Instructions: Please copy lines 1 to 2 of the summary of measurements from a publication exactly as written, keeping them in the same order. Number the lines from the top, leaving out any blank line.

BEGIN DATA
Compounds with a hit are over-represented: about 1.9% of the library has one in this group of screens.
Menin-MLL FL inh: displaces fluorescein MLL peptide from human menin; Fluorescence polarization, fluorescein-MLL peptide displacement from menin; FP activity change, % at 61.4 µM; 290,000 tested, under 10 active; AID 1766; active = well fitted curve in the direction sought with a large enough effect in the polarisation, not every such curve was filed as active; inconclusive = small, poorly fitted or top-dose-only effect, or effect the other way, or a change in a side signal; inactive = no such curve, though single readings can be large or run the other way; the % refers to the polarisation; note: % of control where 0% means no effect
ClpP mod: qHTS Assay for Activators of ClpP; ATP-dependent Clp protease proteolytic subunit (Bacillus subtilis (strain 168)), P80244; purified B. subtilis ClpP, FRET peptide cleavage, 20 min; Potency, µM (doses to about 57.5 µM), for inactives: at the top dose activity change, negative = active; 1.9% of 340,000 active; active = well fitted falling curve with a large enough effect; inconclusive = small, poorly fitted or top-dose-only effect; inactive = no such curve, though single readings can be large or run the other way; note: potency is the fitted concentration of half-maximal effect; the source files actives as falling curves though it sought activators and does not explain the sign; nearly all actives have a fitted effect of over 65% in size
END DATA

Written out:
Compounds with a hit are over-represented: about 1.9% of the library has one in this group of screens.
Menin-MLL FL inh: displaces fluorescein MLL peptide from human menin; Fluorescence polarization, fluorescein-MLL peptide displacement from menin; FP activity change, % at 61.4 µM; 290,000 tested, under 10 active; AID 1766; active = well fitted curve in the direction sought with a large enough effect in the polarisation, not every such curve was filed as active; inconclusive = small, poorly fitted or top-dose-only effect, or effect the other way, or a change in a side signal; inactive = no such curve, though single readings can be large or run the other way; the % refers to the polarisation; note: % of control where 0% means no effect